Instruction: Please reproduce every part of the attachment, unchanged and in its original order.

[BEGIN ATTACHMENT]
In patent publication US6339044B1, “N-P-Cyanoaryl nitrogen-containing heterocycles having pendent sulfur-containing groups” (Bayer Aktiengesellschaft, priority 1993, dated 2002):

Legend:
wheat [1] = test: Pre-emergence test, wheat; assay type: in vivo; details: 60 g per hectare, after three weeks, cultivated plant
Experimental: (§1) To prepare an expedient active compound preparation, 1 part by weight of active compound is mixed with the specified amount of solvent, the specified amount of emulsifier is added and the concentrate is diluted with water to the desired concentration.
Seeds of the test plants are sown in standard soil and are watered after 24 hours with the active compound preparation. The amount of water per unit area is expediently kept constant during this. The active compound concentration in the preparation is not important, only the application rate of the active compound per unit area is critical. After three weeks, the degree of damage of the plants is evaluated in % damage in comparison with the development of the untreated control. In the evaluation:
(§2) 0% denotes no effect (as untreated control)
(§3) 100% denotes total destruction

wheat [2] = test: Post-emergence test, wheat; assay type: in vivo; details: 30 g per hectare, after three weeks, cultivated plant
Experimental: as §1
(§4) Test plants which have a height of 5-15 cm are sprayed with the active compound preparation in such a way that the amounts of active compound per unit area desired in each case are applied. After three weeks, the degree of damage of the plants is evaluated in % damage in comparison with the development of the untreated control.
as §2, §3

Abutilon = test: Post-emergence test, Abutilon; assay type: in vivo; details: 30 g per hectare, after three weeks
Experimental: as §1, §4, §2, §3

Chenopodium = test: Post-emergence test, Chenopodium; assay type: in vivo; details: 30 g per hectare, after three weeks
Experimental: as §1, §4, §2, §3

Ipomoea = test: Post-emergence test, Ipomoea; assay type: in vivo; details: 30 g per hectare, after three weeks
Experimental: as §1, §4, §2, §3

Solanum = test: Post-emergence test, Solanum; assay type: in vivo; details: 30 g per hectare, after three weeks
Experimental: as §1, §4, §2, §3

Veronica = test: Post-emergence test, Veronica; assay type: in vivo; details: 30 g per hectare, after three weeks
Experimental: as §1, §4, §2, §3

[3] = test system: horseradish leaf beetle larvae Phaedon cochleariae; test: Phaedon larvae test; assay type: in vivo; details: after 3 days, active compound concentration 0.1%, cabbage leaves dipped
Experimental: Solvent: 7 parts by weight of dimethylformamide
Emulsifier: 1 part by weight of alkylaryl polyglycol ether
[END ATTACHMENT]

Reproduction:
In patent publication US6339044B1, “N-P-Cyanoaryl nitrogen-containing heterocycles having pendent sulfur-containing groups” (Bayer Aktiengesellschaft, priority 1993, dated 2002):

Legend:
wheat [1] = test: Pre-emergence test, wheat; assay type: in vivo; details: 60 g per hectare, after three weeks, cultivated plant
Experimental: (§1) To prepare an expedient active compound preparation, 1 part by weight of active compound is mixed with the specified amount of solvent, the specified amount of emulsifier is added and the concentrate is diluted with water to the desired concentration.
Seeds of the test plants are sown in standard soil and are watered after 24 hours with the active compound preparation. The amount of water per unit area is expediently kept constant during this. The active compound concentration in the preparation is not important, only the application rate of the active compound per unit area is critical. After three weeks, the degree of damage of the plants is evaluated in % damage in comparison with the development of the untreated control. In the evaluation:
(§2) 0% denotes no effect (as untreated control)
(§3) 100% denotes total destruction

wheat [2] = test: Post-emergence test, wheat; assay type: in vivo; details: 30 g per hectare, after three weeks, cultivated plant
Experimental: as §1
(§4) Test plants which have a height of 5-15 cm are sprayed with the active compound preparation in such a way that the amounts of active compound per unit area desired in each case are applied. After three weeks, the degree of damage of the plants is evaluated in % damage in comparison with the development of the untreated control.
as §2, §3

Abutilon = test: Post-emergence test, Abutilon; assay type: in vivo; details: 30 g per hectare, after three weeks
Experimental: as §1, §4, §2, §3

Chenopodium = test: Post-emergence test, Chenopodium; assay type: in vivo; details: 30 g per hectare, after three weeks
Experimental: as §1, §4, §2, §3

Ipomoea = test: Post-emergence test, Ipomoea; assay type: in vivo; details: 30 g per hectare, after three weeks
Experimental: as §1, §4, §2, §3

Solanum = test: Post-emergence test, Solanum; assay type: in vivo; details: 30 g per hectare, after three weeks
Experimental: as §1, §4, §2, §3

Veronica = test: Post-emergence test, Veronica; assay type: in vivo; details: 30 g per hectare, after three weeks
Experimental: as §1, §4, §2, §3

[3] = test system: horseradish leaf beetle larvae Phaedon cochleariae; test: Phaedon larvae test; assay type: in vivo; details: after 3 days, active compound concentration 0.1%, cabbage leaves dipped
Experimental: Solvent: 7 parts by weight of dimethylformamide
Emulsifier: 1 part by weight of alkylaryl polyglycol ether